So if they're prophesying in Chapter 11, how do they get silenced in Chapter 14? Some scholars have determined that Paul simply did not write the words about being silent. It doesn't fit with what he says in Chapter 11 and it doesn't fit with his message throughout the rest of the book. That's an acceptable solution, but it shouldn't be the first option. The words are in the book and as the questioner has pointed out, they have been interpreted literally in many cases. Another solution lies in the translation of the words themselves. Most translators have several English words to choose from for each Greek word. In this particular passage, they've chosen the harshest option in every case. But then, too, for thousands of years most of the translators were men. For example, the Greek verb for speak is a common word and could mean "talk." As a matter of fact, if someone wished to write in Greek the sentence, "Please do not talk during the prayers," they would have to use this verb. Then the passage might be a rebuke against idle chatter. Since it comes in a larger section of proper decorum during the worship service, that interpretation makes some sense. However, it doesn't make sense that only women would be doing this. Again, throughout this letter, Paul has been very consistent about elevating the underlings, encouraging them to participate fully in the worship service. Telling them to be quiet (forever) doesn't fit.

Let's look at the next verse, which reads: "What? came the word of God out from you? or came it unto you only?" We read that as part of the previous statement, that it's addressed to the women who are doing something wrong and need to be silenced, as though they think they're the only ones who can speak the word of God. But the form of the word "you" in vs. 36 is masculine plural. That could be an inclusive term, including men and women. Or it could refer only to men. What it cannot do is refer only to the women. So it is textually clear that the question in vs. 36 is not addressed only to the women who have just been discussed in vss. 34-35. The choices are men and women (the whole congregation), or only men.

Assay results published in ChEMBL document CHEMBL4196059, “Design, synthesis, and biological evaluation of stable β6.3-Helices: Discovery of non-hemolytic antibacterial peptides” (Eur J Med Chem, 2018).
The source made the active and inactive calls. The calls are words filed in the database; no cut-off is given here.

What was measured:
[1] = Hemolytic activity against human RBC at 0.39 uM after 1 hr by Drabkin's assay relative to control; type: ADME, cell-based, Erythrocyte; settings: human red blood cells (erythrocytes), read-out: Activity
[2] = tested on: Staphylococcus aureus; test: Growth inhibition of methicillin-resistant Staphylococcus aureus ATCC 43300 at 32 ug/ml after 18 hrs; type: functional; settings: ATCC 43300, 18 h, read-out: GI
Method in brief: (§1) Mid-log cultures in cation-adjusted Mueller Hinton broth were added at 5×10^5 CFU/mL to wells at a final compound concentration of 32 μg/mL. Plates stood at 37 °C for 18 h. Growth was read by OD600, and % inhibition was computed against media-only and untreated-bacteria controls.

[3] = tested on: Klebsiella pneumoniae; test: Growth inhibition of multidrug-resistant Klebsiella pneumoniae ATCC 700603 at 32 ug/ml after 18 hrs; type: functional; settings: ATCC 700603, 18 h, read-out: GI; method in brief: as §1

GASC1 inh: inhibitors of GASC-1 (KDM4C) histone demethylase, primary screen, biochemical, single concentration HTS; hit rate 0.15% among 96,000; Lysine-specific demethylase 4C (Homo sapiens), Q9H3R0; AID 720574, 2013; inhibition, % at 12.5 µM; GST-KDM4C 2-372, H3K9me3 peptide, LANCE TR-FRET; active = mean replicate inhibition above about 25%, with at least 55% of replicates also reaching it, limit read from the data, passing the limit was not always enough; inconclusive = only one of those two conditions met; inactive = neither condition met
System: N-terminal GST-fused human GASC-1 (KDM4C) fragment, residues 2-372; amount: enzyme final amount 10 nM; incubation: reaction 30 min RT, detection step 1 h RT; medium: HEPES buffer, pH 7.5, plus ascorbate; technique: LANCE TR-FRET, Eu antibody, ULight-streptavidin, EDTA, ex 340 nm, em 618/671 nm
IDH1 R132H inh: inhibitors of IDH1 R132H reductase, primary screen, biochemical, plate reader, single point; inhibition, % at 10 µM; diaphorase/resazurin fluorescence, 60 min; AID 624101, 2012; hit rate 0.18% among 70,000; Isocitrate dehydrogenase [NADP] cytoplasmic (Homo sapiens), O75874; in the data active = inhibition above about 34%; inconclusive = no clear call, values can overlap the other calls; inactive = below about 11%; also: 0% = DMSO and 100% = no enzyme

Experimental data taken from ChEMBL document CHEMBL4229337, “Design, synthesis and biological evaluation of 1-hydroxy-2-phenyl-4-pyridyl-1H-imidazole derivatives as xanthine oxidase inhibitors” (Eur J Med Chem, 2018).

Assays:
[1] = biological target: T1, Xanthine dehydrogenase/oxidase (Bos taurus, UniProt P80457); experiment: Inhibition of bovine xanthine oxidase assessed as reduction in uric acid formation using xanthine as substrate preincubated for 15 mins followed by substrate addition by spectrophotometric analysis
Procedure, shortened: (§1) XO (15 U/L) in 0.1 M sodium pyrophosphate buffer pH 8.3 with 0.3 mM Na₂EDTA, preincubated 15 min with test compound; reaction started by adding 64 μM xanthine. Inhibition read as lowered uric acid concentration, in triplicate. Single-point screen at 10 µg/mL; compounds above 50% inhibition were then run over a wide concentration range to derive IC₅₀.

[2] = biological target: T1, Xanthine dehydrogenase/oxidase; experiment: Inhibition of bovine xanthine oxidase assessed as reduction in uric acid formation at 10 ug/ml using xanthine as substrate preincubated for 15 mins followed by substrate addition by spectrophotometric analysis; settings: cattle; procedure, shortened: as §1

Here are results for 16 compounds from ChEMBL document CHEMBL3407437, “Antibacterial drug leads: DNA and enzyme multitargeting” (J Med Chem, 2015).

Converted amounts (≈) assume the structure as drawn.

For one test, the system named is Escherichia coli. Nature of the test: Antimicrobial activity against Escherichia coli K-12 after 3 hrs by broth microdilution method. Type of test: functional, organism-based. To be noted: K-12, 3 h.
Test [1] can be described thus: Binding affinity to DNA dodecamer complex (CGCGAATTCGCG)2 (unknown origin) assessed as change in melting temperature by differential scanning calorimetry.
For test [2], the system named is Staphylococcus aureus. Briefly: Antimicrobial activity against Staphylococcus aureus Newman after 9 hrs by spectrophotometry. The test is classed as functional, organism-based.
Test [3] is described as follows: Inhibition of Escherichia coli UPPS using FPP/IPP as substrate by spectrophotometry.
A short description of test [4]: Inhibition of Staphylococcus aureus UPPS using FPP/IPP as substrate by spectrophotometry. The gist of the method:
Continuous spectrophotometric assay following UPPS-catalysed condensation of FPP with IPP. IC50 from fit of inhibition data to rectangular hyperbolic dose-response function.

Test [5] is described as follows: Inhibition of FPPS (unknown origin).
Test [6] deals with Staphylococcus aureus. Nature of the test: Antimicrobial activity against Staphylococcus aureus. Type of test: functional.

Additionally, what we don't know from our English translations is that at the beginning of vs. 36, there is a small Greek particle. It is é. When this particle is placed at the beginning of a sentence, it can be defined as a disjunctive conjunction. That means that the sentence following is contrary to the one just preceding it. In the preceding sentence, Paul basically said it is a shame for women to speak in church. The following sentence (addressed to the men) asks whether they think they are the only ones who can speak for God. The particle indicates that Paul does not agree with what has just been said, but vehemently disagrees with it. Men are not the only ones who speak the word of God, which means that women also have the right to speak God's word.

What would this mean? It could mean that vss 34-35 aren't addressed to the women at all. Paul could be repeating the opinions expressed by the members of the church. Perhaps they were written to him by members about the women in their congregation. Given the nature of the statements, those opinions are more likely to be held by the men who are being influenced by cultural attitudes towards women. This passage, then, is not a command to oppress women; it encourages active participation on the part of women. It removes the discrepancy between I Cor 11:5 and 14:34-35. Speaking and prophesying are similar activities. And lastly, this is consistent with Paul's statement in Gal 3:28.

Why isn't this more well-known or more accepted? For eons, translators have been comfortable with the traditional interpretations. It's only been in the last few decades that these passages have been seriously questioned and studied with an open mind. Scholars are still trying to sort things out, but the fact that they are finally taking these passages seriously should give some measure of hope to female students.